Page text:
The historical Verdict follows a landmark judgment of the Court of Justice of 26 May 2017, which found that the Kenyan government had violated the Ogiek’s right to life, property, natural resources, development, religion and culture under the African Charter on Human and Peoples’ Rights.
“This judgment and the award of reparations mark another important step in the Ogiek’s struggle for recognition and protection of their rights to their ancestral lands in the Mau Forestand implementation of the 2017 African Court ruling,” said Francisco Cali Tzay, UN Special Rapporteur on the Rights of Indigenous Peoples.
The court ordered the Kenyan government to pay compensation of 57,850,000 Kenyan shillings (approximately on non-discrimination, religion, culture and development,” according to a statement from the United Nations Human Rights Office OHCHR.
In addition, the court ordered non-monetary reparations, including the return of Ogiek ancestral lands and full recognition of the Ogiek as indigenous peoples.
The court is also asking the Kenyan government to establish demarcations, demarcations and titles to protect Ogiek property rights relating to the occupation, use and enjoyment of the Mau forest and its resources.
In addition, the court ordered Kenya to take the necessary legislative, administrative or other action to recognize, respect and protect the Ogiek’s right to be consulted in relation to development, conservation or investment projects in their ancestral lands.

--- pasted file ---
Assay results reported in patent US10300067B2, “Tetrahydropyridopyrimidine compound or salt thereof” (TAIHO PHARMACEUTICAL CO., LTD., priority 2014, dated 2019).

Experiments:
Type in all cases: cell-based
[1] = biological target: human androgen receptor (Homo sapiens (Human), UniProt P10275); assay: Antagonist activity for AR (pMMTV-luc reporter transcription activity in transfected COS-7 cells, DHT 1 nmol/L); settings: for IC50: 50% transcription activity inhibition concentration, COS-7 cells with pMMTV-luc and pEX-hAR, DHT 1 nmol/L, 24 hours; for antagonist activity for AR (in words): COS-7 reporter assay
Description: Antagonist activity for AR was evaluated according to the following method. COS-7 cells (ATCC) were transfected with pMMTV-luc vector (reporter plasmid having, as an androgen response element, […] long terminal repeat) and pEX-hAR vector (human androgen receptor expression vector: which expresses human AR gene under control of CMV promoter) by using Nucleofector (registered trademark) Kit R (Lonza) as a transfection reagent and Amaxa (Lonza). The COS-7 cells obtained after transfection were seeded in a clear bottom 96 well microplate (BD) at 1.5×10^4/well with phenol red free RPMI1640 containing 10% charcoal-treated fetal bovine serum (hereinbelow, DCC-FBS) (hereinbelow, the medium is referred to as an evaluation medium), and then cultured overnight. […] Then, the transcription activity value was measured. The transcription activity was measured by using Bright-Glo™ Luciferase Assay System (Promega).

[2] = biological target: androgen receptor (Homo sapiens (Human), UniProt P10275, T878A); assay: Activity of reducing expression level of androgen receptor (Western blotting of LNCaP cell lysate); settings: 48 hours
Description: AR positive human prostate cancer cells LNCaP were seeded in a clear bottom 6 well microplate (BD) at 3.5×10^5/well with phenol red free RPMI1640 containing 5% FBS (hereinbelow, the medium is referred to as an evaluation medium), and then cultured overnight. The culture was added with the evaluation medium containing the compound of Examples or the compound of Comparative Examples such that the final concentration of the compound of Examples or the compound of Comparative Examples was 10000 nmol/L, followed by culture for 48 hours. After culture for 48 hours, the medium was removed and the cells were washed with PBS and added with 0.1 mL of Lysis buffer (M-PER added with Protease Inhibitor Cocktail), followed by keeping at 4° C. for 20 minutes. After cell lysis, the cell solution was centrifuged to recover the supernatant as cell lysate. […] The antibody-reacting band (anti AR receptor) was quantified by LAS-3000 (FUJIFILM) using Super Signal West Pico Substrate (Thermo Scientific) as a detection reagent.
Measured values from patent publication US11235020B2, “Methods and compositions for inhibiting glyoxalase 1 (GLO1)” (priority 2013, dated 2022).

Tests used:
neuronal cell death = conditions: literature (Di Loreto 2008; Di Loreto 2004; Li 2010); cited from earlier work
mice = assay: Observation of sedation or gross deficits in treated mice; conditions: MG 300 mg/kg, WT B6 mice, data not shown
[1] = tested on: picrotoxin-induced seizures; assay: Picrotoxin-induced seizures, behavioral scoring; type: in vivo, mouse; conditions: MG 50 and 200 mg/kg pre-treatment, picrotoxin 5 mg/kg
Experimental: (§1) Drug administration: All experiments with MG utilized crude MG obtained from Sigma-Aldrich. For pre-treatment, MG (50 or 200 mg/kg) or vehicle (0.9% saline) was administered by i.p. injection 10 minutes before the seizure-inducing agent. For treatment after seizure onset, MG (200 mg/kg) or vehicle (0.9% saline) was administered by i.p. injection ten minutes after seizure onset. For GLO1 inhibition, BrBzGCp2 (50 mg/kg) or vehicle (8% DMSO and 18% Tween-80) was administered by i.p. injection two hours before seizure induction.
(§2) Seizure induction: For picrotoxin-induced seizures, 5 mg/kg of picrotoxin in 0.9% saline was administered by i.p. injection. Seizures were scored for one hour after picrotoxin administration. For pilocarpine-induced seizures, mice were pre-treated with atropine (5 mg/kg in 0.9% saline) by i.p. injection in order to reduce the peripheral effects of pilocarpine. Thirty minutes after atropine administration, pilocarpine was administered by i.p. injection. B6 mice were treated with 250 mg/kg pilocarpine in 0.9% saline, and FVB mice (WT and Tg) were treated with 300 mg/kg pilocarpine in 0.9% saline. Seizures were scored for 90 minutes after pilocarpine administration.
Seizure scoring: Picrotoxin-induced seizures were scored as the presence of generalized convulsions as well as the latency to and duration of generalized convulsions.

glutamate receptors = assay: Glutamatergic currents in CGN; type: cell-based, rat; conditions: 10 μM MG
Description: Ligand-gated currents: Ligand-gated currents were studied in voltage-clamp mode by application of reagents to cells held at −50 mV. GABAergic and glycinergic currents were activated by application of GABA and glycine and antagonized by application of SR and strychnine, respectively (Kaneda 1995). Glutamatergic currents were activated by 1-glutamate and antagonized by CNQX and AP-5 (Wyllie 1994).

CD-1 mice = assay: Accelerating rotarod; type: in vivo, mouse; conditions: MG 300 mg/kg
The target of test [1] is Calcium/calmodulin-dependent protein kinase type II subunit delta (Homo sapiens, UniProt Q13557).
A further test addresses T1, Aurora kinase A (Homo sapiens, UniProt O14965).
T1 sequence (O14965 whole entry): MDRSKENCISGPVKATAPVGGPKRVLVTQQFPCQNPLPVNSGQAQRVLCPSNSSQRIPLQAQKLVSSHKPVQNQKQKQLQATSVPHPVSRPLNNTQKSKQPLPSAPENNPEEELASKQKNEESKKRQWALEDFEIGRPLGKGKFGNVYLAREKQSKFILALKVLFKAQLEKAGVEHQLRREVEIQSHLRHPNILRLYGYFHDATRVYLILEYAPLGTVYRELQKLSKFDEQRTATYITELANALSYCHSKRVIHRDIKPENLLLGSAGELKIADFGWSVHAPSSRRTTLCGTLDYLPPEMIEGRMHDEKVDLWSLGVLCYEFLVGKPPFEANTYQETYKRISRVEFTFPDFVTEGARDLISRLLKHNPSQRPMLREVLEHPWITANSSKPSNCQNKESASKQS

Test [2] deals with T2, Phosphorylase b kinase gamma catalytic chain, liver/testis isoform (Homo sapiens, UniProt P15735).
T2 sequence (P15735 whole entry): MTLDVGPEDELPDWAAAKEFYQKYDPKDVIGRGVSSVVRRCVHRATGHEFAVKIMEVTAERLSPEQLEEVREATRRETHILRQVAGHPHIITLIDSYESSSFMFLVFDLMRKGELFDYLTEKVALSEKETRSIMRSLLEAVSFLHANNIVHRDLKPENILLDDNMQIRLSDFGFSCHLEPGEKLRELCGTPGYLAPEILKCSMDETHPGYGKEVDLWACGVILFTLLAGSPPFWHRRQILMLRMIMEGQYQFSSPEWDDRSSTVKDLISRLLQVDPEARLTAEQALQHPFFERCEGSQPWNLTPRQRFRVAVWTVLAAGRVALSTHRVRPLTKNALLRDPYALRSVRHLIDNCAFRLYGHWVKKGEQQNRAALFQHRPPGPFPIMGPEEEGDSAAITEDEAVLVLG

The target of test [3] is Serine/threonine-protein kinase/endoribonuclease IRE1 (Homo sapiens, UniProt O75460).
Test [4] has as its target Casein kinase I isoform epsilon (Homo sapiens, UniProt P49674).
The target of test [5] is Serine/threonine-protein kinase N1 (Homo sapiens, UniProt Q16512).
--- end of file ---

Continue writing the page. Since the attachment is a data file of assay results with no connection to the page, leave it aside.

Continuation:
They must have the right to give or withhold their free and informed consent to these projects in order to minimize their survivability, the ruling said.
The independent UN legal expert Mr. Cali Tzayprovided the court with an expert opinion in the landmark case, based on the mandate’s long-standing commitment to promoting and protecting the rights of the Ogiek.
“I welcome this unprecedented compensation decision and recognize that the decision sends a strong signal for the protection of land and cultural rights the Ogiek in Kenya and for the rights of tribal peoples in Africa and around the world,” he said.
The UN expert urged the Kenyan government to respect the court’s decision and implement this judgment and the judgment of the Court of 2017 without delay.
Special rapporteurs and independent experts are appointed by the Geneva-based UN Human Rights Council to investigate and report on a specific human rights issue or situation in a country. The positions are honorary and the experts are not paid for their work.